Half a century ago, a few years before Charles Manson ordered his followers to kill a houseful of people in 1969, the young guitarist was serving time in prison for forging checks, writing folk songs by the dozen.
Once out, Manson chased his dream of securing a record contract. Neil Young tried unsuccessfully to get him signed to Reprise. “He was quite good,” Young wrote in Waging Heavy Peace. Then the Beach Boys befriended Manson and recorded one of his songs, which charted in 1968. But a record deal eluded him; despite his connection to Beach Boys drummer Dennis Wilson, Manson failed to convince record producer Terry Melcher to take him seriously.
Manson’s music has since existed mostly in bootleg form. Now, ahead of an ABC documentary on Manson airing Friday (March 17), a tape he made while at San Quentin prison in the 1980s is available as a limited vinyl package. Walking in the Truth cleans up the rough sonics of the cassette release, says Danbury, Connecticut-based musician and record collector Malcolm Tent, who produced and pressed the LP to help benefit the California environmental nonprofit Air Trees Water Animals, known as ATWA.
“I wanted to make a tasteful package,” Tent tells Billboard. “With me, there’s a huge fascination with uncovering these lost nuggets, especially from what’s come to be known as ‘outsider artists.’ I think Charles Manson is probably the ultimate outsider: He is nowhere near our society or our reality.”
Those close to Manson, 82, say he remains a committed environmentalist. “He has been completely consistent in speaking out against pollution since 1967, and is focused on saving our ATWA,” the organization’s CEO, Craig Hammond, says of his close friend. Manson founded ATWA, which claims to work with governments “to restore valuable ecological areas [and] to preserve all species of life on Earth.” ATWA made $86 in 2015, according to a filing.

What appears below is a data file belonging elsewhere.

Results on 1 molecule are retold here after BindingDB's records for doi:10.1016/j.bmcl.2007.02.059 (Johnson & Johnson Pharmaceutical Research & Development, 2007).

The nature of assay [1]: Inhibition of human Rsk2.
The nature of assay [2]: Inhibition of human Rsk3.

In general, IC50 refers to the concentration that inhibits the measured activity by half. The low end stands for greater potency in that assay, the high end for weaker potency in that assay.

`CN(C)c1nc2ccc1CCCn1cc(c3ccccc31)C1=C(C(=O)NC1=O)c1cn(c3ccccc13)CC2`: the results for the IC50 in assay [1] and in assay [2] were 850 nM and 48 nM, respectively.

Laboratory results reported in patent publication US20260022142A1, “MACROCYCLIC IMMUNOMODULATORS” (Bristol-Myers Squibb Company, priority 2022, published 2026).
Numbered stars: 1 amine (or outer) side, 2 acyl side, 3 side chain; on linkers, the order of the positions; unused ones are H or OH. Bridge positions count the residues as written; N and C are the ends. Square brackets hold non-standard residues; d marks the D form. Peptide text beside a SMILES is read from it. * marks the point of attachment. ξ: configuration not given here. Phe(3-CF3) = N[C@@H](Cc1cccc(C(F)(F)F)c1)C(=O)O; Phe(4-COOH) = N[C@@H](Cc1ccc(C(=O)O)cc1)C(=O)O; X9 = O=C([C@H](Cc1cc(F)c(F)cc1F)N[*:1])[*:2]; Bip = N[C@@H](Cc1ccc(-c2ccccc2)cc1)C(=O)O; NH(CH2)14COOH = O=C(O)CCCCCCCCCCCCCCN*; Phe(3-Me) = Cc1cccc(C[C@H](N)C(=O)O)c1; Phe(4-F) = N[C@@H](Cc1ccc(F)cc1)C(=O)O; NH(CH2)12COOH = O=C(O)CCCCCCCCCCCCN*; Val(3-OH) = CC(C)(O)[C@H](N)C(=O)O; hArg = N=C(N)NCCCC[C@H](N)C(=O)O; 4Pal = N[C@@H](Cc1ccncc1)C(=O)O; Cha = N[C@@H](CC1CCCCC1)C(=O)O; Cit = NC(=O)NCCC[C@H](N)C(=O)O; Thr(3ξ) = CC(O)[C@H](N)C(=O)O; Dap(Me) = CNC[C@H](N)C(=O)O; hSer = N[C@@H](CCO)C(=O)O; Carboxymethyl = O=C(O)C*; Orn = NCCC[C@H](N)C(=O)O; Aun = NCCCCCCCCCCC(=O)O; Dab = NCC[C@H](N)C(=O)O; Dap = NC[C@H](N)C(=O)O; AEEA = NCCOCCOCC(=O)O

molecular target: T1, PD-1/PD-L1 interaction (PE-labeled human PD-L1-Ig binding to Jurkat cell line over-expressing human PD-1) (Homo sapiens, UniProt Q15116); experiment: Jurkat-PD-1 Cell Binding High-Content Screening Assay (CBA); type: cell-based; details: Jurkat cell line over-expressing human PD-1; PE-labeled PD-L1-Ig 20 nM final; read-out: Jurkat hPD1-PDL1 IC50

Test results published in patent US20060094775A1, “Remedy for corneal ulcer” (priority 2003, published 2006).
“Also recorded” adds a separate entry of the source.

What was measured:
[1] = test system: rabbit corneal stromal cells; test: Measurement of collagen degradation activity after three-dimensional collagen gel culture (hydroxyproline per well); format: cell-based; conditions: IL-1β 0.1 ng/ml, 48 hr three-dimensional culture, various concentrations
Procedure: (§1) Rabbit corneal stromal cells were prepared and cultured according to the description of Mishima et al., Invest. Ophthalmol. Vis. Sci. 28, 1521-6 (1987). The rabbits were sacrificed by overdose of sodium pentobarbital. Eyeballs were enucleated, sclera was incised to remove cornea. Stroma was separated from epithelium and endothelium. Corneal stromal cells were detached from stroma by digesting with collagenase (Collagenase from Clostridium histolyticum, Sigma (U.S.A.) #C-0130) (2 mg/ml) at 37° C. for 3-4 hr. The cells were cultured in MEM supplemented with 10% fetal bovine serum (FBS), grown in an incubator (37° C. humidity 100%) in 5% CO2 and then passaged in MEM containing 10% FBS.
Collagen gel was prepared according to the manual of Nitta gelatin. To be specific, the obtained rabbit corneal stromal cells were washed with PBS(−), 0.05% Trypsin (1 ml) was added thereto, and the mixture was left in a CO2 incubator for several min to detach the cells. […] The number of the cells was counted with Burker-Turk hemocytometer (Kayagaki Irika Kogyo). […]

Hammond, whom Manson nicknamed Gray Wolf decades ago, tells Billboard that while Manson continues to create “beautiful melodies and powerful songs,” he never writes them down. “It’s just plain soul,” he adds.
The catch: Manson cannot make money on his art while imprisoned in Corcoran. The California Department of Corrections and Rehabilitation restricts inmates from selling “written and artistic material,” so Manson cannot recoup sales on Walking in the Truth or any other recordings available on sites like CharliesArts.com, which Wolf runs. Instead, proceeds help cover ATWA expenses.
In August 1969, Manson directed his so-called Family to murder those staying at the Los Angeles home he believed belonged to Melcher, the Beach Boys associate who had rejected him. The pregnant actress Sharon Tate was among the victims. Manson, 82, has been serving life sentences since 1971; he made news earlier this year when he was hospitalized.
Despite the stigma attached to collecting Manson’s music, Tent says the vinyl release receives “overwhelmingly positive” reaction at record stores, where he’s sold about 500 copies so far. “I think it’s sort of a journey through his mind,” Tent says, “rather than inside of prison walls.”